Goal Posts

Commentary on the complex relationships between motivation, performance, competition, cooperation, and goals.

Monday Morning Quarterbacking: The Case of the Hindsight Bias

Teaching kids how to be more rational in evaluating decisions

In last week's blog, we analyzed Bill Belichick's decision to go for it on 4th down and 2 late in the game vs. Indianapolis. This was an unconventional but statistically sound decision. When the move didn't work, Belichick received considerable criticism. Many called it the worst coaching decision he had ever made. That's a large statement, given the length of Belichick's coaching career and the fact that the decision was logical and data driven. Why is it that coaches receive so much criticism when their decisions don't turn out well?

The hindsight bias occurs when we say those famous words: "I knew it all along". We hear these words Monday morning after football games.

"I knew the Giants would upset the Patriots in the Super Bowl."

"I knew they should have punted the ball."

"I knew they should have changed quarterbacks."

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The hindsight bias is pervasive - it is certainly not limited to the world of sports. Whether it is gamblers saying after the fact they knew what would happen, or the media after a tragedy explaining how we should have known it would happen, we all fall prey to the hindsight bias.

Whenever I give an exam back, several students can be heard muttering to themselves, "I knew the answer to #42 was (b)." My typical response is to tell them that I've never had a student intentionally answer a question incorrectly, so why, if they knew the answer was (b), did they circle (a)? This usually brings a chuckle from them, and reminds them gently of how common the hindsight bias can be. The danger of this bias is that rather than addressing why they answered a question incorrectly, it can lead students to mistakenly assume they actually knew the answer.

Fischoff conducted classic research on the hindsight bias when he asked some participants whether they agreed with the following statement:

"Social psychologists have conducted research on attraction. They have found that ‘Opposites attract.'"

Other participants read the following:

"Social psychologists have conducted research on attraction. They have found that ‘Birds of a feather flock together.'"

When I conduct this demonstration in class, over 80% of participants typically agree with these statements, regardless of which statement they read. Clearly, both of these statements cannot be true, yet we are adept at coming up with cases to support either statement.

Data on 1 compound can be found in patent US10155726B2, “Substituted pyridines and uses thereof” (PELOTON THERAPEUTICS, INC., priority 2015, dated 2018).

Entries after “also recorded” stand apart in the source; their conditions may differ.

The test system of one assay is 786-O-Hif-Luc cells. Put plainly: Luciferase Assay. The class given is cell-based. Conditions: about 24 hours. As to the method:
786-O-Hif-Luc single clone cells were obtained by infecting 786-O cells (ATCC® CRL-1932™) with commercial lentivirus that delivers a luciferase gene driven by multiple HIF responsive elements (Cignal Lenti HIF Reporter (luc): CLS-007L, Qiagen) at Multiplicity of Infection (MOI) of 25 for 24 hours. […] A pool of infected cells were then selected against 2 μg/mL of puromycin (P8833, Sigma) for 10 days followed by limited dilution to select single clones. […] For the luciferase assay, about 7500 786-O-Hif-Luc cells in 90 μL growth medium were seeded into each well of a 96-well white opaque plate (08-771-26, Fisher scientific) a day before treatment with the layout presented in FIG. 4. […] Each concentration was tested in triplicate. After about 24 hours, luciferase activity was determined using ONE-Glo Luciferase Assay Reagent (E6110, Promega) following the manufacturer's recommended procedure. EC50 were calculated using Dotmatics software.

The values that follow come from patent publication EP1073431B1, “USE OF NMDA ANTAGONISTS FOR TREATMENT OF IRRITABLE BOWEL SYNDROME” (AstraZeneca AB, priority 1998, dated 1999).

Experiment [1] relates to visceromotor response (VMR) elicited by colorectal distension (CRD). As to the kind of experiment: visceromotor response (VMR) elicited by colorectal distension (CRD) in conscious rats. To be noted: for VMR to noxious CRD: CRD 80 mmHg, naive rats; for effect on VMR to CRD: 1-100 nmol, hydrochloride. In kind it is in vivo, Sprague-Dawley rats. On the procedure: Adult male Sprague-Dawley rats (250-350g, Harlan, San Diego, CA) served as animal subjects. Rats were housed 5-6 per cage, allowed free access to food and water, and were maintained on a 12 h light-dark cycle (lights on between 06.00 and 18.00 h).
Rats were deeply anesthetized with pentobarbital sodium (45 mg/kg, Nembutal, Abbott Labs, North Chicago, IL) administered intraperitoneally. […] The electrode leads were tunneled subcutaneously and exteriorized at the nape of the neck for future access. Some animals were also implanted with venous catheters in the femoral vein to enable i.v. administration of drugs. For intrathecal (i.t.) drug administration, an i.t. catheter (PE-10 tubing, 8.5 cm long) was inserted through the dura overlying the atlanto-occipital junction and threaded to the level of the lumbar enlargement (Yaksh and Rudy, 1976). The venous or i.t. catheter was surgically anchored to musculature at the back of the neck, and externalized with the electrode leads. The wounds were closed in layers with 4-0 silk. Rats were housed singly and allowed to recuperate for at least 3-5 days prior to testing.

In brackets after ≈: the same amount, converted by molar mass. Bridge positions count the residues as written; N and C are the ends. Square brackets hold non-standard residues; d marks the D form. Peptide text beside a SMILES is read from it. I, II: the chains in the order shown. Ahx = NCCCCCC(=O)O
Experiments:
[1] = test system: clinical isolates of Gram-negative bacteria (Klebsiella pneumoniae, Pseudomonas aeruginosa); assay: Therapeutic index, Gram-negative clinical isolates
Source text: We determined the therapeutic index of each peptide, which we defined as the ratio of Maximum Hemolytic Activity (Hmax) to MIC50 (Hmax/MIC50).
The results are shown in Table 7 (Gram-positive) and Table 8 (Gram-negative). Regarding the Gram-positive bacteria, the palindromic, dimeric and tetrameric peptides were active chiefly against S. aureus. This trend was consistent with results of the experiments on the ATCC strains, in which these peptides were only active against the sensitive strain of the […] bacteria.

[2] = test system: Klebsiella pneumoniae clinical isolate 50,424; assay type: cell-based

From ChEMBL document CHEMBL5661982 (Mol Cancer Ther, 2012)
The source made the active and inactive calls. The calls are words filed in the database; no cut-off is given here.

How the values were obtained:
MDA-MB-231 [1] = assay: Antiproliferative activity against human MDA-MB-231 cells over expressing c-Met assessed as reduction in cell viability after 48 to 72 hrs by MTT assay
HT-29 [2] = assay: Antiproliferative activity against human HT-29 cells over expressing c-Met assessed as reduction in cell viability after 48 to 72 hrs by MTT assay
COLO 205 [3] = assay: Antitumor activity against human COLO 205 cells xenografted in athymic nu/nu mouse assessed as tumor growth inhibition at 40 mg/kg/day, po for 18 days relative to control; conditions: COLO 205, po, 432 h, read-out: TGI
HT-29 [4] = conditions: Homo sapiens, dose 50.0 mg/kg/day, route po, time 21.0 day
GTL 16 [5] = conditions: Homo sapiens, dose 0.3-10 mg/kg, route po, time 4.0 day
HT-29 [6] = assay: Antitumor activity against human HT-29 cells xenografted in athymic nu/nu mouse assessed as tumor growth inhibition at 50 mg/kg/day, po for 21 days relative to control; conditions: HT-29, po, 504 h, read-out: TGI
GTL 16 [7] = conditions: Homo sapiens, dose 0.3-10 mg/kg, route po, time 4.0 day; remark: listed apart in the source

Similarly, fans are quick to make judgments about coaches' decisions, when in many cases, it is difficult to know what decision is correct. One of the many lessons our children can learn from sports is how to use statistics to make sound decisions. I have seen many kids who do not love math class but get energized by numbers when they are computing baseball batting averages or evaluating a decision to for it on 4th down based on probability theory. It's easy to evaluate decisions after the fact, yet this type of hindsight is 20-20. To aid children in making decisions, one thing we can do is ask them for their opinions on decisions before the outcome. This forces them to think through a decision that requires logic.

One way I try to practice this is in my work as the Offensive Coordinator for the University of St. Thomas men's basketball team. We talk a lot about shot selection. It is easy to commit the hindsight bias in evaluating the quality of a shot because it quickly becomes apparent whether the shot went in or not. There are the tough shots where a coach is heard uttering, "No, no, no....Good shot!" There are also the easy shots that are missed when a coach asks, "Why did you take that shot?" Neither one of these responses is rational, yet they appear to be natural responses because after the fact, it is difficult for us to imagine that we didn't know what the outcome would be.
To combat the hindsight bias, one thing we do is evaluate each shot as soon as it is taken. That way, players are provided feedback of whether it was a good shot regardless of whether the shot went in or not. This encourages a focus on the process of doing things the right way, as opposed to simply focusing on the outcome, which can ignore whether a shot was ill-advised or not.

By using sports as a teaching tool for developing rational behavior, kids can learn to make good decisions based on empirical evidence. Encouraging our kids to evaluate others' decisions ahead of time helps kids learn that each of us is fallible in our decision making and that nobody has all their decisions turn out the way they intended.

On Thanksgiving, may all your decisions sail straight through the goal posts...and even if a decision misses, don't second guess yourself, those coaches, or your decision to have an extra slice of extra pumpkin pie!

 

John Tauer, Ph.D., is an Associate Professor of Psychology and Assistant Men's Basketball Coach at the University of St. Thomas.

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